CITBA Flagships


Welcome to the CITBA Flagship page

Our Flagship Projects are research projects that are strategically and scientifically defined and are of substantial size with regard to their scientific volume, the number of nested projects, partners and the running time.

Children walking across the bridge

Australian cities are lagging behind in their Global Sustainability Index scores with no Australian city making the top 30. This index ranks 100 leading global cities on the three pillars of sustainability (people, planet and profit) as well 32 other different indicators that are closely aligned with the United Nation's sustainable development goals (SDG). This indicates that long-term planning is crucial for major Australian cities in order to achieve a degree of sustainable balance, economic legacy and strategic decisions to manage long-term impacts of economic growth.

Find out more about "Community empowerment, transformative cities, and building a climate-resilient economy"

water falling through greenhouse roof

Leveraging on JCU Singapore campus’ strategic location within the ASEAN business hub, CITBA’s Circular Economy and Sustainability (CES) flagship brings multidisciplinary expertise from across the three JCU campuses to uniquely weave social and environmental sciences into evaluations of real business models in line with the framework of sustainable development. Our flagship collaborates with private and public sector partners to embed circularity into real-world business models and communicate its relevance on sustainable development in tropical Australia, Southeast Asia, the Pacific and China.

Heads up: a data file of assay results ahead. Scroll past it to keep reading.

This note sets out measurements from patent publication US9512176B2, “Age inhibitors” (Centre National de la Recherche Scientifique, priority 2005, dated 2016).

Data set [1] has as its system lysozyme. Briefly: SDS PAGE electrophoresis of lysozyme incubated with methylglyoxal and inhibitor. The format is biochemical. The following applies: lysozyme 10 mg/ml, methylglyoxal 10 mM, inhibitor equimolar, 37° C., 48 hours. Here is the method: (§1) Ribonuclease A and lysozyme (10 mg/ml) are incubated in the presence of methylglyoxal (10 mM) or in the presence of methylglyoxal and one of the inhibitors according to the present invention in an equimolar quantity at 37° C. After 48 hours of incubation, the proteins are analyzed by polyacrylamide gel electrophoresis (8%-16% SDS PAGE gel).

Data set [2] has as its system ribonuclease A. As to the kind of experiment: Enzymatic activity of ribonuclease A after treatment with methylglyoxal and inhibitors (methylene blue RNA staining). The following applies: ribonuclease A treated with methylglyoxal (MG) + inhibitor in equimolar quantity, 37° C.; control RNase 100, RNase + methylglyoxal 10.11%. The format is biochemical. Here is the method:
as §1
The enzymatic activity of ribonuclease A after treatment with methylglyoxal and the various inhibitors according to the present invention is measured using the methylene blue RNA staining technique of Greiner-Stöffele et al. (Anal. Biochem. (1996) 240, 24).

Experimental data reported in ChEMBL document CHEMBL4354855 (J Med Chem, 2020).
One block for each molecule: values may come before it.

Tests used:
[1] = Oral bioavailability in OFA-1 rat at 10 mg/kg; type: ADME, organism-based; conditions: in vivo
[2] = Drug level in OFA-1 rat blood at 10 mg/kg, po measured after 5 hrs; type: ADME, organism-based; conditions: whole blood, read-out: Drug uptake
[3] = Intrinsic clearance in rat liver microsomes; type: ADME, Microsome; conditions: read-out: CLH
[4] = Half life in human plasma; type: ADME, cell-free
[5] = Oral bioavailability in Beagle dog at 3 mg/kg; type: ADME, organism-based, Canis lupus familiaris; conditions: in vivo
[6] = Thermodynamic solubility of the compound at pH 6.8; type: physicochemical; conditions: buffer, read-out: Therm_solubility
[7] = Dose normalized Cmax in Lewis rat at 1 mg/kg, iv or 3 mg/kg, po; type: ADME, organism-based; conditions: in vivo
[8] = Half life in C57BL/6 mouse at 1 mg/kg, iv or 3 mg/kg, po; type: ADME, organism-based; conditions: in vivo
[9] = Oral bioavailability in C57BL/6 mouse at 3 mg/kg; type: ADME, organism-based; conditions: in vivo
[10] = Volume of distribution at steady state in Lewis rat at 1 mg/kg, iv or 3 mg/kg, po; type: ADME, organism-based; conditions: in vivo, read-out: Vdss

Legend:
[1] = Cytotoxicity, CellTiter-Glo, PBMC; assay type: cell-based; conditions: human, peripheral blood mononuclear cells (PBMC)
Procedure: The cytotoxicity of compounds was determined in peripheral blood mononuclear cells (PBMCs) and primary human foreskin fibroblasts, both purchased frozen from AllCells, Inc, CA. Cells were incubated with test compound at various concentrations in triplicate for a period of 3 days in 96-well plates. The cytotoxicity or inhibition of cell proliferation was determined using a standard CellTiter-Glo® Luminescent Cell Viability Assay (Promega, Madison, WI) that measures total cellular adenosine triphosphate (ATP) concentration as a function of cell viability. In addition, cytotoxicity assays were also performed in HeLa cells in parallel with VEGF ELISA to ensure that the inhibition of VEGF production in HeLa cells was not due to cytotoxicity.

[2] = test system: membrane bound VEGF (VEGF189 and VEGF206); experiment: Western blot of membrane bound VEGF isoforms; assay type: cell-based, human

Find out more about "Circularity and sustainability towards zero waste"

cargo Boat carrying cargo over clear water

In today’s international trading environment, two key areas of research of have emerged. The first of which examines non-protectionist trade policy and the implementation of non-tariff measures, in particular, the use of technical barriers to trade (TBT) and sanitary and phytosanitary (SPS) measures. According to World Trade Organization (WTO) rules, WTO members are authorised by the WTO TBT/SPS Agreement to implement a range of protective measures that endeavour to protect human, animal, and plant health as well as a myriad of environment, wildlife, and human safety factors. Based on this clearly Based on a clearly defined and rational explanation for their existence, empirical studies that examine the impact of TBT and SPS on trade have documented findings that elicit different results depending on objectives and time frames being measured.

Find out more about "Asian Trade in an Era of Neo Protectionism"

crowd walking over cobble at tourist destination

In the twenty-first century, Asia has emerged both as a prominent source market for international tourists and a compelling destination for inbound travellers. The markets are, however, dynamic and evolving as the demographics of the key source countries shift, technology alters the experiential landscape, and sustainability and health issues demand ever-increasing attention. The researchers in this flagship program bring international acumen from across the Asian region - Singapore, Indonesia, India, Iran, China, Vietnam, Bangladesh, Russia and the Philippines -  to assess and interpret the trends and issues confronting tourism interests. Questions at the forefront of the investigation include what are the growing niche markets that can build sustainable options for the region? What design principles and features can lessen impacts for communities and promote resilient tourism spaces?

Find out more about "Asian Tourism: Market Trends and Intelligent Futures"